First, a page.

The announcement that local attorneys C. James Levin and Warren Loui have joined Winston & Strawn LLP as partners means that the firm finally has attorneys to handle corporate transactions in its downtown L.A. office.
It’s the kind of move that management of the Chicago-based firm had been looking to make since coming to Los Angeles in 1999 but only really focused on this year, said Laura Petroff, managing partner of the downtown office.
“We’ve had some growth in the San Francisco office the last few years and now we’re turning our attention to Southern California,” Petroff said. “We identified corporate transactional work as something we were interested in targeting because we didn’t have sufficient depth in the area in Los Angeles.”
Levin, 56, was a partner and former co-chair of the mergers and acquisitions-private equity group at O’Melveny & Myers LLP, and has represented companies such as Occidental Petroleum and former delivery company Airborne Express in acquisitions.
“The idea of building a corporate presence in Los Angeles sounded very attractive to me as a new opportunity,” Levin said. “When I heard about Warren’s interest in joining Winston, that sealed the deal for me.”
Loui, 54, comes from Chicago-based Mayer Brown LLP, and previously worked with Levin as a partner at O’Melveny from 1986 to 2004. His practice has recently focused heavily on securitization work for clients including Nissan Motor Co.
Loui and Levin are working to bring over associates from their former firms.
“It is our plan to continue to grow the transactional practice in the office,” Petroff said. “We’re working very closely with Warren and Jim to put together a cohesive plan.”
Last year, former Quinn Emanuel Urquhart & Sullivan LLP marketing executives Karen Pordum and Courtney DiCarlo founded Legally Organized Inc., a concierge service for L.A. lawyers. But business for the service, which attorneys can use for everything from organizing closets to booking lunches or buying gifts, hasn’t been what they’d hoped.
“Obviously, the economy has had an impact, but it’s also sort of a paradigm shift for people,” Pordum said. “No one thinks twice about hiring a cleaning person and outsourcing the cleaning of their house, but outsourcing other things on the to-do list is not as natural.”
Still, the summer saw a boost in the number of Legally Organized’s clients. Currently, the active client list is around 25 people; there are an additional 50 or so attorneys registered who use the service less frequently. The company’s website features testimonials from partners at area law firms Manatt Phelps & Phillips LLP, Munger Tolles & Olson LLP and Quinn Emanuel.
Another obstacle to growth was that potential clients were unaccustomed to the previous pricing system, which requires attorneys to pay for points that could then be used for certain tasks. Pordum is hoping that a new system that’s based on the more lawyer-friendly pricing model of hourly billing fixes that issue.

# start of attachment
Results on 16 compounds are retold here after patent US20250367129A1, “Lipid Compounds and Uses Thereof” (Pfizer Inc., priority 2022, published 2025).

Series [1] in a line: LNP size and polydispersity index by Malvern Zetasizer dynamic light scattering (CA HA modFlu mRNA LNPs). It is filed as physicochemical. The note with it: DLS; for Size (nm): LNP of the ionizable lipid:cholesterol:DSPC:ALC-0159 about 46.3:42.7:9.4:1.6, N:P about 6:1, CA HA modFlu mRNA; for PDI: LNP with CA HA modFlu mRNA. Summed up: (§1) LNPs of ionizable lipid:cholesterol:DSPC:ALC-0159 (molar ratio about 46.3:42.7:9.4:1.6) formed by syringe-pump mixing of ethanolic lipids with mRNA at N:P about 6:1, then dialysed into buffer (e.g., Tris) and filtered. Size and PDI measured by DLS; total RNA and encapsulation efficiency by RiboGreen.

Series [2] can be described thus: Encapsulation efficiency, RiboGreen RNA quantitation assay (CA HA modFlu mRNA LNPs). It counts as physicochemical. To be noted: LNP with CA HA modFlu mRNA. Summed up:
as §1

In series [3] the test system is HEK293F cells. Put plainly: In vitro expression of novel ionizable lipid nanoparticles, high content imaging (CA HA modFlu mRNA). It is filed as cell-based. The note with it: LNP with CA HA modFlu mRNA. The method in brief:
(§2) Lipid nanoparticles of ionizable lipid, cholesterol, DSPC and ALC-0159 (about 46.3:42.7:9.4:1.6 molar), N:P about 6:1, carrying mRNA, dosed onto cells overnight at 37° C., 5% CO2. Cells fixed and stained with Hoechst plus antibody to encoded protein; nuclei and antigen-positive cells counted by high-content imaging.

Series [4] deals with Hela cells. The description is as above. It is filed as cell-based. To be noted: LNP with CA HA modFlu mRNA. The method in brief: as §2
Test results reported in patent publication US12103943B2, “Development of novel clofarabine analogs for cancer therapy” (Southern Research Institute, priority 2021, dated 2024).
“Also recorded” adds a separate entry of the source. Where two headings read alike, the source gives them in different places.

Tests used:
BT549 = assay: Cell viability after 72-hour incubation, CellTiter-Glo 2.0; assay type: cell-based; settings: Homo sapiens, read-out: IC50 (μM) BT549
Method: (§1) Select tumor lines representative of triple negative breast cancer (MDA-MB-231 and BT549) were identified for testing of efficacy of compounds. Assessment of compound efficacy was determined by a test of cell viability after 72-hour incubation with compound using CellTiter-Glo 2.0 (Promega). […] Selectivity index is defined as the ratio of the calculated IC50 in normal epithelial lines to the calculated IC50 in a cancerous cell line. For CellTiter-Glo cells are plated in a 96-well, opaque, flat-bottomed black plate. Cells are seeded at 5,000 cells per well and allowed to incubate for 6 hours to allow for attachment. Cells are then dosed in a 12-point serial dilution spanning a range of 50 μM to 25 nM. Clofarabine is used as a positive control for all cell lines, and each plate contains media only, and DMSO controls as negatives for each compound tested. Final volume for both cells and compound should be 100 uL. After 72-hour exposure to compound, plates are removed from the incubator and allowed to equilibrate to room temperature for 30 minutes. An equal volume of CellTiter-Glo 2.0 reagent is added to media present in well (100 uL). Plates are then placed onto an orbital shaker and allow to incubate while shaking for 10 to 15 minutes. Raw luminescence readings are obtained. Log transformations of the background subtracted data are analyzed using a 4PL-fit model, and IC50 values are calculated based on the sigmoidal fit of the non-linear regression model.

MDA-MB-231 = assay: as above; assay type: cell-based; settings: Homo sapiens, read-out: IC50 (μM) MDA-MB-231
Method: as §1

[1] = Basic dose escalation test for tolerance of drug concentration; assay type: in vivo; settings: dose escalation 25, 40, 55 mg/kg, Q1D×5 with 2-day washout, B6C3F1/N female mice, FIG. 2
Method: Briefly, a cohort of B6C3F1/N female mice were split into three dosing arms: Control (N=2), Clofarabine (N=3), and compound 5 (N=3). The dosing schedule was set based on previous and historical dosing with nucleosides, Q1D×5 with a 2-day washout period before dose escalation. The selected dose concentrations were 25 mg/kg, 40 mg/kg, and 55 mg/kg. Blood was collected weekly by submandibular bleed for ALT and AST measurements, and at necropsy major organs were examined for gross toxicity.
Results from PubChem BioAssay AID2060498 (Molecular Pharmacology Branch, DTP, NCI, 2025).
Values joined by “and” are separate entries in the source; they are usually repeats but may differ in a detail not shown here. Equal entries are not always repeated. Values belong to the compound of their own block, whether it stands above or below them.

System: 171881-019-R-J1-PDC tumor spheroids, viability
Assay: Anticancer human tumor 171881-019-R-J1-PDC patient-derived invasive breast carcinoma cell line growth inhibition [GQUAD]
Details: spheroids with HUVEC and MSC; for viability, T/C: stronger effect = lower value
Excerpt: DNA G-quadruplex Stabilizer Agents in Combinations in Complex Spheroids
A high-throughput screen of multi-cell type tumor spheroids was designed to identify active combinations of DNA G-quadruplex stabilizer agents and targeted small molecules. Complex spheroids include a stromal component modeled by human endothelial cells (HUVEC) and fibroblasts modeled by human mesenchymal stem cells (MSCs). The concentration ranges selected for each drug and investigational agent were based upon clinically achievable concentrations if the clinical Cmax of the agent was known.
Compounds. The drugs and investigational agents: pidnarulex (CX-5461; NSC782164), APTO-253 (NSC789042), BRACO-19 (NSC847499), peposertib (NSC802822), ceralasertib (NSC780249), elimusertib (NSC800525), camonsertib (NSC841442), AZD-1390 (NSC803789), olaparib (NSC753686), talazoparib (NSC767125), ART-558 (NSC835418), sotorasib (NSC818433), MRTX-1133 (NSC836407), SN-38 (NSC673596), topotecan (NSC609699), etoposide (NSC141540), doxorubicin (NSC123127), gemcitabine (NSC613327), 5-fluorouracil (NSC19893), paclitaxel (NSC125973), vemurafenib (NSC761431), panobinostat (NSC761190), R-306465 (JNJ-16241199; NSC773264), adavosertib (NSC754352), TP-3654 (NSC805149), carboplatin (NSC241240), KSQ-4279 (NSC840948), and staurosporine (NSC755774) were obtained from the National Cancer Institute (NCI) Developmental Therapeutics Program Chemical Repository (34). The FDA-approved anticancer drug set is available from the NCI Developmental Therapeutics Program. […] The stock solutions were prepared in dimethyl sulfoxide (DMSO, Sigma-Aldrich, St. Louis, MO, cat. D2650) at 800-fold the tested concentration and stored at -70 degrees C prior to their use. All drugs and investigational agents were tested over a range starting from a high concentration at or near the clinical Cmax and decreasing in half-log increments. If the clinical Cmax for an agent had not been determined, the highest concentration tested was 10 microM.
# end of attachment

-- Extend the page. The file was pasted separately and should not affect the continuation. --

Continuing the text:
“Even though there’s this movement in the legal profession to get away from the hourly rate, when we polled clients we found they couldn’t get their heads around the pricing unless it was hourly,” she said.
The Bard App
Attorneys wanting to know what the Lady Macbeth strategy is can now look up Wall Street jargon on an iPhone application published by Latham & Watkins LLP.
The firm launched its free app, the Book of Jargon, last Tuesday, and by Thursday had seen it downloaded 2,500 times. Since 2008, Latham has been publishing a print edition of “The Book of Jargon,” a glossary of Wall Street terms available on the firm’s website, but decided this year to convert to an iPhone format.
“It’s just easier and more discreet for somebody to take it to a meeting. And if they’re throwing around terms you don’t know, you can look it up and don’t have to worry about carrying around a book,” said Alex Cohen, co-chair of the firm’s capital markets group.
The coding and product development was done mainly in the firm’s downtown L.A. office, while the glossary was put together by Cohen, who works in Washington, D.C., and Kirk Davenport, the other co-chair of the capital markets group and a partner in the firm’s New York office.
Ken Heaps, chief information officer in the firm’s downtown office, said he and others in the firm’s technology department had considered releasing an iPhone app that was just a directory of Latham attorneys and offices, as other firms have done.
“We had talked about doing something like that a long time ago, but we wanted to do something that’s useful to a broad range of people,” Heaps said.
Staff reporter Alfred Lee can be reached at email@example.com or at (323) 549-5225, ext. 221.
For reprint and licensing requests for this article, CLICK HERE.
Stories You May Also Be Interested In
- Rate of Reduction
- Weingart Center of Downtown Names Warren Loui as Chairman
- Legal Tab Spurs Lawsuit From Insurance Company
- Rivals’ Appeal Too Much for Downtown L.A. Firm
- Firm Grows Roster of Former Government Officials
- Firm Brings in Veteran to Get Jump on Startups
- D.C. Firm Grows Staff at Downtown L.A. Office